False accusation by adopted children of being mistreated or neglected by their adoptive mothers.
The term "Cinderella syndrome" was coined by Dr. Peter K. Lewin in 1976, in a letter to the editor of Canadian Medical Association Journal. The letter reads:
- To the editor: The following case occurred some time ago but its message is relevant today, for the condition is not rare.
A 12 year old girl was referred to me because of problems at home and at school (inattention, temper tantrums, failing grades and wanting to leave home).
She was well developed and pubescent and had no physical abnormalities.
In the presence of her stepmother (her mother had died when she was 5) she was pleasant, cooperative and answered in a coherent, logical fashion. She mentioned that at home she always fell ill at ease, being criticized for many of her household activities, which included looking after two stepsiblings, aged 2 and 4. The situation was such that she looked forward to either leaving voluntarily or running away and looking for her "prince".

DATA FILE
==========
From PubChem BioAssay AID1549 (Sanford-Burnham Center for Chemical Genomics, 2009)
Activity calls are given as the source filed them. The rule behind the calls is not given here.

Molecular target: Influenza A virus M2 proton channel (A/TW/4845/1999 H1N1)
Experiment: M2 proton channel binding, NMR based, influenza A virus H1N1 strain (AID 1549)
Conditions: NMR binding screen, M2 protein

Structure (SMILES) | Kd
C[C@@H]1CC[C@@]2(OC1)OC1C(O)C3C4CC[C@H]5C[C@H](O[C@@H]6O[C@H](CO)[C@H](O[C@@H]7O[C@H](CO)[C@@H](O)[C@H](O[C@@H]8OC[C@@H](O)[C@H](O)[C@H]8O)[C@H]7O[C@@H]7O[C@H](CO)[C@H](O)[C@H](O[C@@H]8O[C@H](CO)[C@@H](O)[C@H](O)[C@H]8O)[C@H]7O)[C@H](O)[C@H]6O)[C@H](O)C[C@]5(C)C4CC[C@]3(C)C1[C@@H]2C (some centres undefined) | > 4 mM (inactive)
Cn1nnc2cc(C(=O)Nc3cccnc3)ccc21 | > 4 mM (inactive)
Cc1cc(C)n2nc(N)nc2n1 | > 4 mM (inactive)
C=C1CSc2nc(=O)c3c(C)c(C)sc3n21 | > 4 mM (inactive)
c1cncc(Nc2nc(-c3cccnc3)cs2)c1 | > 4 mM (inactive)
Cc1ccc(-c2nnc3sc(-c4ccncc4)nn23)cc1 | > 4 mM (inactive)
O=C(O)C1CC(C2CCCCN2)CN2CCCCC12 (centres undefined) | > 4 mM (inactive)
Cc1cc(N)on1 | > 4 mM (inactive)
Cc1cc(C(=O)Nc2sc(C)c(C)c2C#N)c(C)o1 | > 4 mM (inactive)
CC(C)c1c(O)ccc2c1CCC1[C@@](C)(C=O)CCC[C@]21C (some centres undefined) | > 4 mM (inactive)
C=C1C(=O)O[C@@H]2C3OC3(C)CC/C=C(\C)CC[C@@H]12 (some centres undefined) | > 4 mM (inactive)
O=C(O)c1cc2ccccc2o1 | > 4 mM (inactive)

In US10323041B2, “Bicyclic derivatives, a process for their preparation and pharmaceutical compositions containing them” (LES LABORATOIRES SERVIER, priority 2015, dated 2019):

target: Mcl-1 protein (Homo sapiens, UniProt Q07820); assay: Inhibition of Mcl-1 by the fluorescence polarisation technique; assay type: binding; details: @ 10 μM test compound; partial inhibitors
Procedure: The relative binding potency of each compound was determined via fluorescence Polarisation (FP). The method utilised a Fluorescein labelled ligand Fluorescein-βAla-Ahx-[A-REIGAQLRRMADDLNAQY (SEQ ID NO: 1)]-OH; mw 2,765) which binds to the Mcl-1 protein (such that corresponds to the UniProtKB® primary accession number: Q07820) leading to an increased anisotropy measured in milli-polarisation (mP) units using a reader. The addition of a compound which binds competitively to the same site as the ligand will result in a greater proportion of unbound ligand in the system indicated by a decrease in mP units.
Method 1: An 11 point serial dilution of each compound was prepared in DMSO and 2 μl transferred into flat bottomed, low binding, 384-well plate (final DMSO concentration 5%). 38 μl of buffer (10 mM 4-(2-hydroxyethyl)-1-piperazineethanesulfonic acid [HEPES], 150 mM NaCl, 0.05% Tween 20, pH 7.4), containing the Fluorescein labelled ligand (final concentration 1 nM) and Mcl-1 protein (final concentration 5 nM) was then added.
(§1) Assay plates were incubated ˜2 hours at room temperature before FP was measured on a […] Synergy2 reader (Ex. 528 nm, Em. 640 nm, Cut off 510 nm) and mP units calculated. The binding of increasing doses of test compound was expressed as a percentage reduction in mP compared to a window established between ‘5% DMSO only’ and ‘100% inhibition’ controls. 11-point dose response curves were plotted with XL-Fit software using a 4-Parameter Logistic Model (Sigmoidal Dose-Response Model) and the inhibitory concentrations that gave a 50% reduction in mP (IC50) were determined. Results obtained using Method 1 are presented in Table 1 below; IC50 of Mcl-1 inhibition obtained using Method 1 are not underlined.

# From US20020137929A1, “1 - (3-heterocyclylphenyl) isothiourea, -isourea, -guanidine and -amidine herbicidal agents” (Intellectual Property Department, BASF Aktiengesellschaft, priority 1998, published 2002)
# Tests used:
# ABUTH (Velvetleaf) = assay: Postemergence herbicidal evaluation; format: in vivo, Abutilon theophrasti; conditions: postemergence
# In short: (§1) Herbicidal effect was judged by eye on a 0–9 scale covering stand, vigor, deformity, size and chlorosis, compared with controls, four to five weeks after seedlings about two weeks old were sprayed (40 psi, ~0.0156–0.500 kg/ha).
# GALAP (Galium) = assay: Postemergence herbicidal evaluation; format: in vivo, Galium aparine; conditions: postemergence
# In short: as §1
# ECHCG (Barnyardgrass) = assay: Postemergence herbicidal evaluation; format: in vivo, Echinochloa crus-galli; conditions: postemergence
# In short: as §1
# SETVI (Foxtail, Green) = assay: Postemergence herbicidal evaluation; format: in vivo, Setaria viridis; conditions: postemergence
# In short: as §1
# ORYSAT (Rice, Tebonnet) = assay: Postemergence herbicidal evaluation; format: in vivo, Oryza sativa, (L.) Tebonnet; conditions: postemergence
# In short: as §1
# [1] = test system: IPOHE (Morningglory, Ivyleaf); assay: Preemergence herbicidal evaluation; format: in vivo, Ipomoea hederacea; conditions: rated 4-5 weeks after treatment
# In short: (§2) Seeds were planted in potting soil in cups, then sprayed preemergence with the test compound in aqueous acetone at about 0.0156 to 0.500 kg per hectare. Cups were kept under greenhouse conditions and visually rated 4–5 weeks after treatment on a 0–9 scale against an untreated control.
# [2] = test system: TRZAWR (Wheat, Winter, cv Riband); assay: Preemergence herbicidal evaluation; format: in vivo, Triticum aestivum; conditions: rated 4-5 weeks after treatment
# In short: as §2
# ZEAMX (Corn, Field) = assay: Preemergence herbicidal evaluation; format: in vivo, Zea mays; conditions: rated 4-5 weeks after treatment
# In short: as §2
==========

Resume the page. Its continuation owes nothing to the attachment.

The stepmother rambled away about the misfortunes of the family and the misdeeds of her stepdaughter.
When her father was interviewed he agreed that the main problem was with his wife, not with his daughter, but that he did not interfere in order not to antagonize his wife.
Although the girl did not find her "prince", her situation improved greatly following family counselling and the active involvement of the father in the management of his daughter's problems.
- Peter K. Lewin:
Cinderella syndrome. Canadian Medical Association Journal, 1976, 115: 169.
- J. Goodwin, et al:
Cinderella syndrome: Children who simulate neglect.
American Journal of Psychiatry, Washington, D.C., 1980, 137: 1223-1225.
- A. E. Rodin, J. D. Key:
Encyclopedia of medical eponyms derived from literary characters.
Melbourne, FLorida, Kirger, 1989.